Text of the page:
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Sources and Rights

NB: This page indicates the sources of the basic material found on the PACE site. See the PACE Partners link for funding support and academic collaborations. Open Sky Solutions of Hamilton, Canada, has created this website, its data management system, and its design.

The Greek texts of Polybius and Josephus are used in collaboration with the Perseus Project at Tufts University, directed by Gregory Crane. Contact Perseus here.

The Histories of Polybius (1889) by Evelyn Shirley Shuckburgh (d. 1906) is a work in the public domain. We have used the digitized texts from Perseus, directed by Gregory Crane, and from In Parentheses, directed by Ross Arthur.

The Loeb Classical Library translation of Polybius (1922-27), by William Roger Paton (d. 1921), is in the public domain. Bill Thayer digitized the text and we are grateful for his kind cooperation with PACE.

A Historical Commentary on Polybius, by Frank William Walbank (3 vols., Clarendon Press, 1957-1979), is used with the permission of the author and under paid licence from Oxford University Press. It may not be copied or reused. It was digitized by SoftpageIndia Data Conversion, Pvt. Ltd., New Bombay, India.

The Brill Josephus Project ( Flavius Josephus: Translation and Commentary, 12 vols., ed. Steve Mason; Brill 2000-), which provides commentary and new translation to Josephus as well as archaeological surveys, is used under paid licence from Brill Academic Publishers. It may not be copied or reused. Purchase the print volumes.

All animated fly-over “movies” and high-resolution, vertical aerial images of sites in Israel are used under paid licence from Røhr Productions of Nicosia, Cyprus. They may not be copied or reused. Enquiries: Dr. Richard Cleave of Røhr Productions.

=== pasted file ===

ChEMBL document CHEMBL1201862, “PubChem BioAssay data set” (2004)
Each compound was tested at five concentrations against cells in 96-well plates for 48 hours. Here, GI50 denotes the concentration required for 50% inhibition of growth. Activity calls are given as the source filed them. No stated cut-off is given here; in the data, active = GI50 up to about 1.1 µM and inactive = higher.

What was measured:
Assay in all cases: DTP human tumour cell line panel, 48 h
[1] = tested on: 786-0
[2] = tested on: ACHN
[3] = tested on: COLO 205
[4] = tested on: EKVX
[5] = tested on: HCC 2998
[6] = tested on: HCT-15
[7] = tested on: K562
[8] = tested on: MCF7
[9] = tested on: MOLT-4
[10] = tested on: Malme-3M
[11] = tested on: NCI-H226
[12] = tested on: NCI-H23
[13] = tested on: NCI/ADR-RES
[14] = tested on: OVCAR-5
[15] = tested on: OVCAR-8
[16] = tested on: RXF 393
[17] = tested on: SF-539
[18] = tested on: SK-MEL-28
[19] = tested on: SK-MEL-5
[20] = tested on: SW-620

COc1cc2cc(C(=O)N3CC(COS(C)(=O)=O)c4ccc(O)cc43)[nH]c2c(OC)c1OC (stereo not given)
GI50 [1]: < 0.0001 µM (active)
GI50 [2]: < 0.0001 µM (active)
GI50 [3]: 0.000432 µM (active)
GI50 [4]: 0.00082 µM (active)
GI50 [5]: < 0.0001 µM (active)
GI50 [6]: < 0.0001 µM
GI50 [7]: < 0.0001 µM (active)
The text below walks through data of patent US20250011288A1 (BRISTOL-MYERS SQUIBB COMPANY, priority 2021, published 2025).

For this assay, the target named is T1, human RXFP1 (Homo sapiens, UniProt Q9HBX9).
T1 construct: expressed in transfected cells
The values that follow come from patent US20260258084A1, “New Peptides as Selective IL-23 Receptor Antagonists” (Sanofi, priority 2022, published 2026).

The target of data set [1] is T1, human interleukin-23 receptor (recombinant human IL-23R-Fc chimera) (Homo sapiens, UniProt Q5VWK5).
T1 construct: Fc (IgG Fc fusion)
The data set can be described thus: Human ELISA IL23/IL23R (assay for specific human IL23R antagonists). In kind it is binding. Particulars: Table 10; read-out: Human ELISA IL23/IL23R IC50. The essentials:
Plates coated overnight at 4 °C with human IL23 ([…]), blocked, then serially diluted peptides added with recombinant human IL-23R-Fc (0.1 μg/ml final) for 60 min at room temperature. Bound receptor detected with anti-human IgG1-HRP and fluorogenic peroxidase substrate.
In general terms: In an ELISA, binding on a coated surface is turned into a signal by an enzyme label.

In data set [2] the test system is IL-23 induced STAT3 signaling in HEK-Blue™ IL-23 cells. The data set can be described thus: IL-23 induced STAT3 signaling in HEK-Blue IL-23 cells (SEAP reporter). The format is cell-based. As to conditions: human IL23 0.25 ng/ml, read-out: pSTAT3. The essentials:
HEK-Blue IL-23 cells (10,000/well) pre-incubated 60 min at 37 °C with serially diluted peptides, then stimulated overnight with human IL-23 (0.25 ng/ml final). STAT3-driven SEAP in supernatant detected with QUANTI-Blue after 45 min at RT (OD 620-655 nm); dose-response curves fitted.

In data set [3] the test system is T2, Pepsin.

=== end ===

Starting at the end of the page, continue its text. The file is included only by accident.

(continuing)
Images with the ‘TB’ tag are supplied under paid licence by Todd Bolen of They may not be copied or reused.

The PACE Bibliography module builds upon the core Josephus-bibliographie developed at the Institutum Judaicum Delitzschianum, under the direction of Prof. Dr. Folker Siegert, at the University of Münster, Germany. We thank the IJD for their kind collaboration.

The core of the PACE History of Reception module has been created by Carol Anne Robinson with the assistance of several reference works. Although we have not borrowed the substance of these works or quoted them, and we have made occasional corrections, we wish to acknowledge the main sources of inspiration. Chief among these is Heinz Schreckenberg, Rezeptionsgeschichtliche und textkritische Untersuchungen zu Flavius Josephus (Brill, 1977). Also helpful were Louis H. Feldman and G. Hata, Josephus, Judaism, and Christianity (Detroit: Wayne State, 1987), and Alice Whealey, Josephus on Jesus: the testimonium flavianum controversy from late antiquity to modern times (New York: Peter Lang, 2003).

The full-text dissertations by Profs. Tessa Rajak (University of Reading, U.K.), Honora Howell Chapman (California State University at Fresno), and Jonathan Roth (San José State University) have been contributed by the authors. Please contact them individually with any enquiries.

Henry St. John Thackeray, Josephus: the Man and the Historian (1926), is used by kind permission of the Jewish Institute of Religion at Hebrew Union College in Cincinnati, OH.

George Foot Moore, “Fate and Free Will in the Jewish Philosophies According to Josephus,” HTR 22 (1929), is used with the kind permission of the Harvard Theological Review and may not be copied. Enquiries here.

The German text of Heinrich Luther, Josephus und Justus (1910), is in the public domain. It was digitized by Martin Fischer, corrected by Caroline Disler. English translation by Fischer and Steve Mason, corrected by Disler in light of revised German.

The German text of Richard Laqueur, Der jüdische Historiker Flavius Josephus (1920), is in the public domain. It was digitized by Zoe Nöstitz von Tait and Martin Fischer, corrected by Caroline Disler. The English translation is by Caroline Disler.

The German text of Hans Drexler, “Untersuchungen zu Josephus und zur Geschichte des jüdischen Aufstandes,” Klio 19 (1925), was digitized by Martin Fischer. It was translated by Fischer and Steve Mason.

The two articles by R. B. Motzo were digitized and translated from the Italian by Tommaso Leoni. He also translated E. Gabba's article from the Italian, in each case securing the appropriate permission for dissemination in this form.